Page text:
In a bout of supreme laziness, I have decided to re-publish a piece I wrote when I was a relative Hong Kong newbie in the heady days of 2006. At the time, I was tickled by a special public awareness campaign about elevator safety (see picture). I’m not sure how much things have changed since then.
I received some fantastic advice today. This advice was not given to me by a friend, colleague, parent or mentor – it was given by a big old sign, which read, ‘Husband and wife should talk to each other and be understanding’. No argument here, but why is this kind of advice plastered on signs all over Honkers? The government (or whoever commissioned these pearls of wisdom) obviously don’t give the people here much credit, do they? I wonder how many alcoholic wife beaters have been on their way home, ready to down a bottle of JD and give the missus a knuckle sandwich, only to be stopped in their tracks by that particular sign.
“My God! What was I thinking? I’m going to go home now, make Bobo a cup of tea and ask her about her day.”
There are many other examples, which usually take the form of street signs and public service announcements.
– ‘To prevent Avian Flu, always wash your hands after eating meat’ (that’ll work)
– ‘Please take care of your personal belongings’
– ‘Never swim directly after eating’
and the Grand Daddy of them all….
‘Always hold the handrail while travelling on the escalator’.
Not sometimes… always! You have no idea about how seriously they take escalator safety in Hong Kong. There is a team of people called the ‘Escalator Safety Crew’ or something like that, who travel from station to station, dressed in yellow and armed with a megaphone, and yell in commuters’ ears about holding onto the handrail. As I see it, there are two major flaws with this (and a few minor ones too).
Flaw the first:
The picture they use to emphasise their point is of a person holding BOTH handrails. While this may be safe, it’s also slightly annoying for the dozens of people trying to get past.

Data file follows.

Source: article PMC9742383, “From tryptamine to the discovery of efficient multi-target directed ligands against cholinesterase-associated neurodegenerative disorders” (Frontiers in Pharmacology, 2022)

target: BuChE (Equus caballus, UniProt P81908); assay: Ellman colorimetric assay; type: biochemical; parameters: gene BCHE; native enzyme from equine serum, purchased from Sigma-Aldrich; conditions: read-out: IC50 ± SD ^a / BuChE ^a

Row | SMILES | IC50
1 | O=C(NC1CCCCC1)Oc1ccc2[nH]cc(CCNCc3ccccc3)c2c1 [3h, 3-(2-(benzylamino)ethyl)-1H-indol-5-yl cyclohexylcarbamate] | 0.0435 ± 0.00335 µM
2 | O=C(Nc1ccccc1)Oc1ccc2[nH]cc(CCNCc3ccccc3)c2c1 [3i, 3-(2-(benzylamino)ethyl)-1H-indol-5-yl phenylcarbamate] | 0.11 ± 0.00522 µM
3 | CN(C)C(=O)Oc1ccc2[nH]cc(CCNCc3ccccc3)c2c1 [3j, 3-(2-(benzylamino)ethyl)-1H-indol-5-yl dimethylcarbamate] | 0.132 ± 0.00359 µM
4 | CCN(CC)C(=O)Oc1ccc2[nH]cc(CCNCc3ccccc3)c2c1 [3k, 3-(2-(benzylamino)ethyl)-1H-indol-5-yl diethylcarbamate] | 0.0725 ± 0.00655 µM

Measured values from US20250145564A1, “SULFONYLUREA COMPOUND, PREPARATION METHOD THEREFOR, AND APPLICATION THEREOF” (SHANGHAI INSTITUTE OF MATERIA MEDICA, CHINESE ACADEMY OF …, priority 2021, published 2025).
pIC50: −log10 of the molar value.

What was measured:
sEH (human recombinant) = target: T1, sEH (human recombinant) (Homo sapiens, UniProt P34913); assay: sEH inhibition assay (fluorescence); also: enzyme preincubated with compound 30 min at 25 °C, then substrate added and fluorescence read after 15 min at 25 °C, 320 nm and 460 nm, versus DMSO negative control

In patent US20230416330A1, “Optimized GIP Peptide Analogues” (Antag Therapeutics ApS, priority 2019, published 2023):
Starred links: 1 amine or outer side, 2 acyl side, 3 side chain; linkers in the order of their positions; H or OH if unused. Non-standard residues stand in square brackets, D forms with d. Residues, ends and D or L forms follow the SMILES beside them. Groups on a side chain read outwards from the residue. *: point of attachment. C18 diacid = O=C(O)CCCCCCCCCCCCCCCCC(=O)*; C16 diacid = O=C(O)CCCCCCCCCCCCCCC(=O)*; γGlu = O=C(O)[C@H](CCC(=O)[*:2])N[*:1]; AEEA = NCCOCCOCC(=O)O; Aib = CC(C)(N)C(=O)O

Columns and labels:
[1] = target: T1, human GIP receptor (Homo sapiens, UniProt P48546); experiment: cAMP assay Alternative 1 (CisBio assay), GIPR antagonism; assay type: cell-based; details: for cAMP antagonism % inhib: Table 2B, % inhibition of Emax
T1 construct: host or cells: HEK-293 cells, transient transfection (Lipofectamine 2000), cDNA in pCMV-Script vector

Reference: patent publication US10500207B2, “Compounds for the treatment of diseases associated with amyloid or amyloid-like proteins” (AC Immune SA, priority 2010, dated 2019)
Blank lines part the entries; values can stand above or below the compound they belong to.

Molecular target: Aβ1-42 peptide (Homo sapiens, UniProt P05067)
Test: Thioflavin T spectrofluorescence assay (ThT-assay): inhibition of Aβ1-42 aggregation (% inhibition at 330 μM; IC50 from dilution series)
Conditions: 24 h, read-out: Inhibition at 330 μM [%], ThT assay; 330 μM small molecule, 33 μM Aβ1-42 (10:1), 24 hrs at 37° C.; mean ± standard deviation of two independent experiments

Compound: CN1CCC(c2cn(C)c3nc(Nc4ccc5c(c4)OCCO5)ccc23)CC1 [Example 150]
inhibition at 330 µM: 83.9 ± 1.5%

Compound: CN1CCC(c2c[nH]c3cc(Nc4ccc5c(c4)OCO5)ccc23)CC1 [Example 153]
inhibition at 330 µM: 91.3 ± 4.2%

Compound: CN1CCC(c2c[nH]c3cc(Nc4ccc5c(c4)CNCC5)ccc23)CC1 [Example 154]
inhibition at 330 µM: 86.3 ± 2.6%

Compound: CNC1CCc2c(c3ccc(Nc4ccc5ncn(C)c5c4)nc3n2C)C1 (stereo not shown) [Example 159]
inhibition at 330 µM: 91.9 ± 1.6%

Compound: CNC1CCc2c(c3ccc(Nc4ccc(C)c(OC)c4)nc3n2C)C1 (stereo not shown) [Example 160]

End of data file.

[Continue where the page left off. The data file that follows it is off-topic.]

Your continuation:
Come on. We’re clearly not 3 years old, and those of us who are shouldn’t be travelling on those bad boys without Mummy and Daddy. Plus, they can’t reach the handrail so through no fault of their own they’re flying in the face of public safety.
“We understand that some passengers may be in a hurry and choose to walk on escalators rather than standing still on one step. However, our advice to all passengers is to stand firm and hold the handrails to avoid hurting themselves in the event that they lose balance while walking on the escalators,” said Mr Wilfred Lau, Head of Operations of MTR Corporation.
Every time I see the Escalator Safety Crew (picture them in walking together in slow motion with rock music blaring in the background, credit sequence style) I am overwhelmed with the temptation to let go of the handrail, arms flailing and say, “Look at me, no hands!” Although if I tried that, chances are I’d take a tumble, knock 10 people over and get my fingers sucked under, causing one of the biggest escalator catastrophes Hong Kong has ever seen.
Copping an “I told you so” from the Escalator Safety Crew would be one of the most degrading and humiliating things that could ever happen, so for now I’m a good citizen who holds the handrail, looks straight ahead and waits to be told what to do next.